Copyright © 1999 by H. Paul Shuch, Ph.D.
Executive Director, The SETI League, Inc.
PO Box 555, Little Ferry NJ 07643
email n6tx @ setileague.org
Need just a little more gain in your hydrogen line receiving system, perhaps to overcome coax losses? Don't waste money on cascading expensive LNAs; a satellite TV line amplifier works great!
Skyvision [phone (800) 500-9275 in the US] has two 20-dB gain blocks in their catalog. Item #02-3000018 (PerfectVision part number PVAMP-1) sells for $24.95, is currently on special at $19.95, and exhibits flat gain from 950 to 2250 MHz. It is intended as an IF gain block for C-band TVRO systems. Part #02-3034005 (SVI part number ILA-20W) is flat from 40 to 2150 MHz, is priced at $29.95, and is sold as an IF gain block for Ku-band DBS systems. Both units have around a 3 dB noise figure at 1420 MHz, and acceptable dynamic range if used after a HEMT hydrogen-line LNA.
These amplifiers have type F female connectors in and out, are quite small, and require 12 to 24 volts of DC fed through the center conductor of the coax, drawing very little current. They also provide the DC back up to the LNA's center pin, which is useful if you are feeding DC up through the coax already -- simply insert these amps into your existing line, with the appropriate coax adapters, and they work. This scheme will require that you use an accessory called a DC Inserter, or Bias Tee, to supply the required DC voltage to the center conductor of your coaxial cable, if your microwave receiver does not supply it.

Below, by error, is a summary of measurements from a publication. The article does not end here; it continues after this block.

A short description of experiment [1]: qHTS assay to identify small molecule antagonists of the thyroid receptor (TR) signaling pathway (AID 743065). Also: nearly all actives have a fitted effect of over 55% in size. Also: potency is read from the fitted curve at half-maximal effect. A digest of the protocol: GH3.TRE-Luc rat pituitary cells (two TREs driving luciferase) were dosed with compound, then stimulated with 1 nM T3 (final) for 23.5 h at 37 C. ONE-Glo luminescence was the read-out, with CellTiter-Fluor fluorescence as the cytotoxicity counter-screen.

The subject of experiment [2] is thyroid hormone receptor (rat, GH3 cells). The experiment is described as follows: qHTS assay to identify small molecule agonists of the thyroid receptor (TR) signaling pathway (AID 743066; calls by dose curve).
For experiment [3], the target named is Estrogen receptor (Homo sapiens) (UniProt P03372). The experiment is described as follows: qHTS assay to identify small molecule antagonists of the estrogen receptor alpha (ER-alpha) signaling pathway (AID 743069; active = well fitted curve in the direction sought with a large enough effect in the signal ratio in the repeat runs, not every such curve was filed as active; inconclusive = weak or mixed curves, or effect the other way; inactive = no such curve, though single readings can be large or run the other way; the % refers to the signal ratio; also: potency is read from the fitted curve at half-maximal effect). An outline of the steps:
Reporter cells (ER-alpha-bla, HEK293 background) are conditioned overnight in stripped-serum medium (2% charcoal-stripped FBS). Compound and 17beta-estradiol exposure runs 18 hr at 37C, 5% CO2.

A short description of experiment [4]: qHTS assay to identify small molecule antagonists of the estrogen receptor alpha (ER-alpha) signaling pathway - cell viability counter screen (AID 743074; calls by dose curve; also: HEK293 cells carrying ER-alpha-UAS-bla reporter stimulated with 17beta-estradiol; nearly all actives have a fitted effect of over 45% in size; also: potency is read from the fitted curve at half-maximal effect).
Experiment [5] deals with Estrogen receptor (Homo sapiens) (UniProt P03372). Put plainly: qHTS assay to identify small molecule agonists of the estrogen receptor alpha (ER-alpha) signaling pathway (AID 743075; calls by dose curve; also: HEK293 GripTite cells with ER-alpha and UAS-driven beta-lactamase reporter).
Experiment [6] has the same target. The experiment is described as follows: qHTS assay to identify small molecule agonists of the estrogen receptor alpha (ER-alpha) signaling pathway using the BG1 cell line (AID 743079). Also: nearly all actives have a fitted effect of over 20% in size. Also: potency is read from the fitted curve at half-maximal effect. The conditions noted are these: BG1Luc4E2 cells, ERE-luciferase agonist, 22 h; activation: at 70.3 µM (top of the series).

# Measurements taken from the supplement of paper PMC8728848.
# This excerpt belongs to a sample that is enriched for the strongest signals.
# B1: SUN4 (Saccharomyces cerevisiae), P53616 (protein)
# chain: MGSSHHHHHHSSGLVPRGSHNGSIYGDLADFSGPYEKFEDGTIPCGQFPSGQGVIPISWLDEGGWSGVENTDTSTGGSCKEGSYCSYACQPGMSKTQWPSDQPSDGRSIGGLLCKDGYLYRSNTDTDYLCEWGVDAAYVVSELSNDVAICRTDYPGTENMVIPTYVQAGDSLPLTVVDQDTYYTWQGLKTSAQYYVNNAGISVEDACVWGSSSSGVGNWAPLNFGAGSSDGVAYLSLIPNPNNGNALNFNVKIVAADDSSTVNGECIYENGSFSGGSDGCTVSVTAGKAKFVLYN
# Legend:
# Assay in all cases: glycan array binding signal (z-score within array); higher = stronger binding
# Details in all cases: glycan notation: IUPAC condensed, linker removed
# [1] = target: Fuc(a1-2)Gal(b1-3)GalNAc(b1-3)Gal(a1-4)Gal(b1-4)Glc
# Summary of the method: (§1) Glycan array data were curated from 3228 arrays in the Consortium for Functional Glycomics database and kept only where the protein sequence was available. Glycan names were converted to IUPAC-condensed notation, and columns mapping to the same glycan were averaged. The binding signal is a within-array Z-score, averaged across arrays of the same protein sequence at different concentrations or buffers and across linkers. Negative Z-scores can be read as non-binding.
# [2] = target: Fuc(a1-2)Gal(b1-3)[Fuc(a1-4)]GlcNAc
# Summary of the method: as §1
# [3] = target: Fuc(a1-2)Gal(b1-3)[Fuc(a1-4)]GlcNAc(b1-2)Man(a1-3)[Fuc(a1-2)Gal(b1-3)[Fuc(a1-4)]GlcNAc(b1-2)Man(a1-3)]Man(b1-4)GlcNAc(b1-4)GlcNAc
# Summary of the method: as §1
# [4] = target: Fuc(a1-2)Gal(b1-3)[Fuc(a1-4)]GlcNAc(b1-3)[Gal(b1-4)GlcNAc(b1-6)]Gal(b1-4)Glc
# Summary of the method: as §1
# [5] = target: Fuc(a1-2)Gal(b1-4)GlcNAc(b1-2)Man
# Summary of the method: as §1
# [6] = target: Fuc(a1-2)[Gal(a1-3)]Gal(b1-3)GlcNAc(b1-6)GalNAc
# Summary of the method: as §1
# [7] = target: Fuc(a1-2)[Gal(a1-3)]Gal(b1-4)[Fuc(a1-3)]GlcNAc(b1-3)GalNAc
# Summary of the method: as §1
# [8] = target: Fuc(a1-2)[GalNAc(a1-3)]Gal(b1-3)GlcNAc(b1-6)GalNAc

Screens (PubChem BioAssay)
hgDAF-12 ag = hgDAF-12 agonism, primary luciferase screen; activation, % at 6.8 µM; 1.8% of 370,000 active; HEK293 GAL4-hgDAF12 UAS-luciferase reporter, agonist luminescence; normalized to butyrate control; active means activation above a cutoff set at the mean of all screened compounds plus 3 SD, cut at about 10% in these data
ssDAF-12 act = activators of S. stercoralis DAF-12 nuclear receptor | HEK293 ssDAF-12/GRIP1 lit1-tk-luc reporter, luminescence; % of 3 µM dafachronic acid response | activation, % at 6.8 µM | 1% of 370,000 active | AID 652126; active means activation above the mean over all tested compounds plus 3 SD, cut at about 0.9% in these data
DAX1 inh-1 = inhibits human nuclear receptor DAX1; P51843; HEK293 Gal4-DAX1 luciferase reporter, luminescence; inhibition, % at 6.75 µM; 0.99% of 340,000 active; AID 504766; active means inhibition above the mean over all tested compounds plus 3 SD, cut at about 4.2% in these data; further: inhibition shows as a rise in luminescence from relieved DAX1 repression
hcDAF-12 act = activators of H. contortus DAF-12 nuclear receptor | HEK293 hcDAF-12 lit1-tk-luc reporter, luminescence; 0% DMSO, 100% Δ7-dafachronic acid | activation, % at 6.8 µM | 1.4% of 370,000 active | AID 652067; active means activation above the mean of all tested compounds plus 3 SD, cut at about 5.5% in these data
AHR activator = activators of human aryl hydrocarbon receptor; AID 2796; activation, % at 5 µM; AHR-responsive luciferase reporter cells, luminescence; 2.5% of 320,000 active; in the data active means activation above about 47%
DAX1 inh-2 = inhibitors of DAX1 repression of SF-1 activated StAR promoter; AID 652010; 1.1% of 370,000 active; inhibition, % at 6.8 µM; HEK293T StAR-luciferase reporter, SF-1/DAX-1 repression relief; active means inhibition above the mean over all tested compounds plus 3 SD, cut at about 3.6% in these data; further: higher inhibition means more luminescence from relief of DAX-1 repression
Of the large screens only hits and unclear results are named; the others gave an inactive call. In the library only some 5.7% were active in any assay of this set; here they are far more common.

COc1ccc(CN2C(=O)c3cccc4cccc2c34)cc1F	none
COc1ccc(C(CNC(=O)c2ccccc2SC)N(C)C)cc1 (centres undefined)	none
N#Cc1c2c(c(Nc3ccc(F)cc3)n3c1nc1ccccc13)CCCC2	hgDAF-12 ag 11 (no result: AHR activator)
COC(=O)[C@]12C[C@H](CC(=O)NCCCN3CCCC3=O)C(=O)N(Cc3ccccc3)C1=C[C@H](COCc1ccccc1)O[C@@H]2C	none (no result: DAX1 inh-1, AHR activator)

I just tested both units mentioned above, and can find little difference in performance for our purposes.
Caution: if you cascade too much gain, you'll end up with GPS satellite responses or interference from other out-of-band signals. If a little gain is good, a lot is not necessarily better.
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this page last updated 4 January 2003
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